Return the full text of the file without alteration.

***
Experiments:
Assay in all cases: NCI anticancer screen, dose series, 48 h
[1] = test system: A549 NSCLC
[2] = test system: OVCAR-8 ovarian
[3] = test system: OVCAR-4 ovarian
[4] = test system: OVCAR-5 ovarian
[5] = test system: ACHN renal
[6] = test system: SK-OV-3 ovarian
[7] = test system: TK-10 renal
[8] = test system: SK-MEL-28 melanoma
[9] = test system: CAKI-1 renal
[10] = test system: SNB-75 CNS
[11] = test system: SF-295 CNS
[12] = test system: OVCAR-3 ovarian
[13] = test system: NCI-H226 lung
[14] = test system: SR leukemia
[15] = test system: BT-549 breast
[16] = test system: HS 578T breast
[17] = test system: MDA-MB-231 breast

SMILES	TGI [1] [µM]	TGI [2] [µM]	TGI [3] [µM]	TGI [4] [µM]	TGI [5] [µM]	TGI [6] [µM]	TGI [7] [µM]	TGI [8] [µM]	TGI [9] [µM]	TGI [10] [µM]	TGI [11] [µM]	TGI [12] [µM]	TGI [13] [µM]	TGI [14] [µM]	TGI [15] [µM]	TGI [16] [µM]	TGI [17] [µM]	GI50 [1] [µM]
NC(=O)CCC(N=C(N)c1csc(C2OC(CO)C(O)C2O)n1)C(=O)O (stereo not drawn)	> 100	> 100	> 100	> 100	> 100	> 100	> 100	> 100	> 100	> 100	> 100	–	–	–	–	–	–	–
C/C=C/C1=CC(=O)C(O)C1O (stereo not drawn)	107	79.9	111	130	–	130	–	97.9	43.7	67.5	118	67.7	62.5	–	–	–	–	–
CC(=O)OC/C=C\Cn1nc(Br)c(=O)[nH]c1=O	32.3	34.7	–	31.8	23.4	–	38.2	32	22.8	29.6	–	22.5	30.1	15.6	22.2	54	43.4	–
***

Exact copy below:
Experiments:
Assay in all cases: NCI anticancer screen, dose series, 48 h
[1] = test system: A549 NSCLC
[2] = test system: OVCAR-8 ovarian
[3] = test system: OVCAR-4 ovarian
[4] = test system: OVCAR-5 ovarian
[5] = test system: ACHN renal
[6] = test system: SK-OV-3 ovarian
[7] = test system: TK-10 renal
[8] = test system: SK-MEL-28 melanoma
[9] = test system: CAKI-1 renal
[10] = test system: SNB-75 CNS
[11] = test system: SF-295 CNS
[12] = test system: OVCAR-3 ovarian
[13] = test system: NCI-H226 lung
[14] = test system: SR leukemia
[15] = test system: BT-549 breast
[16] = test system: HS 578T breast
[17] = test system: MDA-MB-231 breast

SMILES	TGI [1] [µM]	TGI [2] [µM]	TGI [3] [µM]	TGI [4] [µM]	TGI [5] [µM]	TGI [6] [µM]	TGI [7] [µM]	TGI [8] [µM]	TGI [9] [µM]	TGI [10] [µM]	TGI [11] [µM]	TGI [12] [µM]	TGI [13] [µM]	TGI [14] [µM]	TGI [15] [µM]	TGI [16] [µM]	TGI [17] [µM]	GI50 [1] [µM]
NC(=O)CCC(N=C(N)c1csc(C2OC(CO)C(O)C2O)n1)C(=O)O (stereo not drawn)	> 100	> 100	> 100	> 100	> 100	> 100	> 100	> 100	> 100	> 100	> 100	–	–	–	–	–	–	–
C/C=C/C1=CC(=O)C(O)C1O (stereo not drawn)	107	79.9	111	130	–	130	–	97.9	43.7	67.5	118	67.7	62.5	–	–	–	–	–
CC(=O)OC/C=C\Cn1nc(Br)c(=O)[nH]c1=O	32.3	34.7	–	31.8	23.4	–	38.2	32	22.8	29.6	–	22.5	30.1	15.6	22.2	54	43.4	–